President Woodrow Wilson has a well-deserved reputation for racial prejudice, yet even he denounced lynching. “How shall we commend democracy to the acceptance of other peoples,” he asked, “if we disgrace our own by proving that it is, after all, no protection to the weak?” This was e man who segregated the Civil Service, and who declared that “the dominance of an ignorant and inferior race was justly dreaded.”

Even he could not bring himself to support what Paul LePage has advocated.

Paul LePage’s views were reprehensible a century ago. Today they remain nothing short of disgraceful.

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Comments on “Maine’s shame: A governor endorses lynching

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    Amazing, that in the 21st century we as a society are still dealing with government sponsored violence against “the other.” Gov. LePage’s comments and incitement are obviously reprehensible however I wonder how many others hold the same position and choose to occlude their views from the public sphere? Thank you AAIHS for continuing the conversation on these troubling events.

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    Ida B. Wells’ voice was loud and clear on the issue of lynching. It is almost incomprehensible that in the year 2016 we still have people, including elected officials, espousing violence against their perceived enemy, namely people of color. The fact that an African-American man was elected president in what is supposed to be these United States of America does not change the fact that we are still a racist society. We must never relinquish the few strides that we as a people have made, and we must continue to remain vigilant against those who attempt to perpetrate their violence and hatred toward us as a people. Then we must do our part by obtaining the best education that we can get in this country; stimulating our brains with further knowledge by taking the initiative to reading outside of those four walls in preparation to make bold moves when the doors of opportunity open. In other words, be prepared. When all has been said and done, I still believe that the world will have to step aside to let any man pass if he knows where he’s going.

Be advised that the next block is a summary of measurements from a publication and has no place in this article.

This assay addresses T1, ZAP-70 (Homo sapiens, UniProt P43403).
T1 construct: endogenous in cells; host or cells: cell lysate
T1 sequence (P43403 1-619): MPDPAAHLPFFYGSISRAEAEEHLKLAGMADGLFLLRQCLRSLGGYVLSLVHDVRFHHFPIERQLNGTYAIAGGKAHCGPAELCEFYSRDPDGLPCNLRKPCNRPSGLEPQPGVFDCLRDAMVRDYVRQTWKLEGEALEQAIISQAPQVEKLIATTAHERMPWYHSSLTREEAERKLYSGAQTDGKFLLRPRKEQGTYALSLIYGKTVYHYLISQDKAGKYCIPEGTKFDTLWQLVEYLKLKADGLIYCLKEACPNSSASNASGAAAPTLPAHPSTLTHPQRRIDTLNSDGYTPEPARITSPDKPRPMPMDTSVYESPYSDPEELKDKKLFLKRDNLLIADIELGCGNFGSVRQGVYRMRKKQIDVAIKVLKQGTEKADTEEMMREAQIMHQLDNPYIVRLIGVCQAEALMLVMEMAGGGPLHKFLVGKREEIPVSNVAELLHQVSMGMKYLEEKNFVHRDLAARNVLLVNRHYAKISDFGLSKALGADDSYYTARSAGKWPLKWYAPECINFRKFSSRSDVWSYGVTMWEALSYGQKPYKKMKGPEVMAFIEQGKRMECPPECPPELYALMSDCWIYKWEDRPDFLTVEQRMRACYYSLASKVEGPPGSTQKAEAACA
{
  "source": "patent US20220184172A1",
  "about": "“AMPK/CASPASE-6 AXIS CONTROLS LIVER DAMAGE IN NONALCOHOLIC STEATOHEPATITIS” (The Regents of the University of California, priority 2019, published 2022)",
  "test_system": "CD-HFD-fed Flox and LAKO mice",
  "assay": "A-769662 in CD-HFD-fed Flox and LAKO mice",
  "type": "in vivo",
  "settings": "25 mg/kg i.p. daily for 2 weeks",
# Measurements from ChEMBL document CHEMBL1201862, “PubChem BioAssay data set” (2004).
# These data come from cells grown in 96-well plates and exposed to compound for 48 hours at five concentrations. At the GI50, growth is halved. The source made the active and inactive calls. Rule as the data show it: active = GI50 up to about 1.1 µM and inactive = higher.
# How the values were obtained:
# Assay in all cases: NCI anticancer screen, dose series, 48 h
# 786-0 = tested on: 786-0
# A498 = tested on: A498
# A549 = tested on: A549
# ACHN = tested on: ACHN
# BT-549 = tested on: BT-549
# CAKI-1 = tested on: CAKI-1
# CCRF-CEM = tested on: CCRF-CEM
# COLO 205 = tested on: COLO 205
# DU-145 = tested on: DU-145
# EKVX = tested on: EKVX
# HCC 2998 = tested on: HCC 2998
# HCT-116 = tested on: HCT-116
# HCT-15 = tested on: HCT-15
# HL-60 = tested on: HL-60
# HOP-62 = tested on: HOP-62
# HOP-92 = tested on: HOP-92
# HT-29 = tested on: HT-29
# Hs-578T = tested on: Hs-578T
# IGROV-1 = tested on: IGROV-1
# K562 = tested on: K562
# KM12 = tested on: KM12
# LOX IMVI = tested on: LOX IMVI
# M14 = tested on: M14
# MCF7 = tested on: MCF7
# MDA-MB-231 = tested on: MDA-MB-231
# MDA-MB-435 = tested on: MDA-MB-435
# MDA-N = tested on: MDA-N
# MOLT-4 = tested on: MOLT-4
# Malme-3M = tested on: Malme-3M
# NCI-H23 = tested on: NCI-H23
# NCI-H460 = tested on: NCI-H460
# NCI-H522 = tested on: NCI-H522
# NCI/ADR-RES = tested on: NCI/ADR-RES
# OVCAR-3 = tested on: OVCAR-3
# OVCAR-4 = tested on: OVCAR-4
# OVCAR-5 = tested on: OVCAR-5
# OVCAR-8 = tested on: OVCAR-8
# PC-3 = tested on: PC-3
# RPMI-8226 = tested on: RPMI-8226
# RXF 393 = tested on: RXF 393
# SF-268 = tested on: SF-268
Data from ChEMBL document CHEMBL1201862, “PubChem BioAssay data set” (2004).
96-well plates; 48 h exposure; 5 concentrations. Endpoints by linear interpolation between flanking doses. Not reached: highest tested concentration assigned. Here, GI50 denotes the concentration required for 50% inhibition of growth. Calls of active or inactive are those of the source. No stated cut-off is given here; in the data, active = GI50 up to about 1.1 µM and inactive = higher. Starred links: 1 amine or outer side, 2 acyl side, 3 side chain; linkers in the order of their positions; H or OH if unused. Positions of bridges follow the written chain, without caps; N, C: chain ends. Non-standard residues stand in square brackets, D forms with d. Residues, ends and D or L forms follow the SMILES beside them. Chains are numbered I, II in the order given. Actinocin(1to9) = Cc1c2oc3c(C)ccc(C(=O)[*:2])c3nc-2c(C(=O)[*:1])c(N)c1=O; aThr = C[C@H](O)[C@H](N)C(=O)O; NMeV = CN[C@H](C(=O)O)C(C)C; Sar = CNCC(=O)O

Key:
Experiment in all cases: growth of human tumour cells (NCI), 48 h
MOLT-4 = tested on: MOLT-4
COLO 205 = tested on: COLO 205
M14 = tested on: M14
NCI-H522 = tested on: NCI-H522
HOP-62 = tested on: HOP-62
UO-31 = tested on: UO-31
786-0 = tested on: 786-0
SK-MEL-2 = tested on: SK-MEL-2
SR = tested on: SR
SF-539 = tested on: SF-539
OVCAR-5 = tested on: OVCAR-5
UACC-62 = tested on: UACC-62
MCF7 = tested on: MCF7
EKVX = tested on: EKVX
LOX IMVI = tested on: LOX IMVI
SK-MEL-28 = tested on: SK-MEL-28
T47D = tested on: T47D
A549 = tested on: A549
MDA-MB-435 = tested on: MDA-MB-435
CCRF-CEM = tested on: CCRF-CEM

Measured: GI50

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    Well, African Americans what y’all gone do? Are African Americans going to allow Whites to just lynch, shoot, or beat them, especially if the government is sanctioning Whites to do bodily harm to them. This is a governor sanctioning killing black people. So, what are African Americans going to do?

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    “I had to go scream at the top of my lungs about black dealers coming in and doing the things that they’re doing to our state. I had to scream about guillotines and those types of things before they were embarrassed into giving us a handful of DEA agents. That is what it takes with this 127th [Legislature]. It takes outrageous comments and outrageous actions to get them off the dime. They just simply don’t move.”

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    Please don’t judge the white people of Maine based on ANYTHING our disgusting, shameful, loud-mouthed Governor says. I think MOST of us were & are repulsed by what can only be described as our “Governor’s” diahrea-of-the-mouth! MOST of us are ashamed of LePage & would impeach him if we could. He lied when he said he remembered what it was like to be homeless, to be poor. How could he remember while campaigning, then cut Medicare & other benefits across the board without batting an eye. I’m disabled & draw disability & have Medicare & MaineCare ( medicaid) FOR WHICH I PAID INTO THE SYSTEM FOR MANY YEARS! THEN LePage took assistance away from refugees Obamah had helped them get. He has been a disgrace to the office of Governor from the moment he took office. It was really not all that surprising to Mainers that he has proven himself to be a two-faced bigot. MOST of us DO NOT stand behind or support Governor LePage, & MOST of us pray for the day be leaves office, & MOST of us wish duct taping his mouth wasa viable option!


    Janine S.